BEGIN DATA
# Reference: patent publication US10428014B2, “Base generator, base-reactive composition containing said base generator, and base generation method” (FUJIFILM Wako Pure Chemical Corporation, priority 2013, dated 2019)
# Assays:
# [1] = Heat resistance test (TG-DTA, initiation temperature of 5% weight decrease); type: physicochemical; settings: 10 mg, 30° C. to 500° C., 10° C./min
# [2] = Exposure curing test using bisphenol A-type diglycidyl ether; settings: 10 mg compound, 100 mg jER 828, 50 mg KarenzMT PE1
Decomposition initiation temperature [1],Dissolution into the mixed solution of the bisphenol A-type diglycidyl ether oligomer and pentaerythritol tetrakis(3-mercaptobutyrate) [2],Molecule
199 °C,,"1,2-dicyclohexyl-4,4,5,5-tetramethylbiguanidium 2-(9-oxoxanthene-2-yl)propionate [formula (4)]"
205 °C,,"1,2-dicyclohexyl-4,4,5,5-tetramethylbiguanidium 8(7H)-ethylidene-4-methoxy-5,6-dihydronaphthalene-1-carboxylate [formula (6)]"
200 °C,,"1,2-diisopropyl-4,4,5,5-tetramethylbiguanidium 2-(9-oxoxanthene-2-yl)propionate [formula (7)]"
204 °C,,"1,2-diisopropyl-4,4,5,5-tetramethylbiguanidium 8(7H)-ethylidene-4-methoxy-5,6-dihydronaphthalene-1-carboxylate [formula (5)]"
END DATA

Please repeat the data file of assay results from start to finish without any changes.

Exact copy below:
# Reference: patent publication US10428014B2, “Base generator, base-reactive composition containing said base generator, and base generation method” (FUJIFILM Wako Pure Chemical Corporation, priority 2013, dated 2019)
# Assays:
# [1] = Heat resistance test (TG-DTA, initiation temperature of 5% weight decrease); type: physicochemical; settings: 10 mg, 30° C. to 500° C., 10° C./min
# [2] = Exposure curing test using bisphenol A-type diglycidyl ether; settings: 10 mg compound, 100 mg jER 828, 50 mg KarenzMT PE1
Decomposition initiation temperature [1],Dissolution into the mixed solution of the bisphenol A-type diglycidyl ether oligomer and pentaerythritol tetrakis(3-mercaptobutyrate) [2],Molecule
199 °C,,"1,2-dicyclohexyl-4,4,5,5-tetramethylbiguanidium 2-(9-oxoxanthene-2-yl)propionate [formula (4)]"
205 °C,,"1,2-dicyclohexyl-4,4,5,5-tetramethylbiguanidium 8(7H)-ethylidene-4-methoxy-5,6-dihydronaphthalene-1-carboxylate [formula (6)]"
200 °C,,"1,2-diisopropyl-4,4,5,5-tetramethylbiguanidium 2-(9-oxoxanthene-2-yl)propionate [formula (7)]"
204 °C,,"1,2-diisopropyl-4,4,5,5-tetramethylbiguanidium 8(7H)-ethylidene-4-methoxy-5,6-dihydronaphthalene-1-carboxylate [formula (5)]"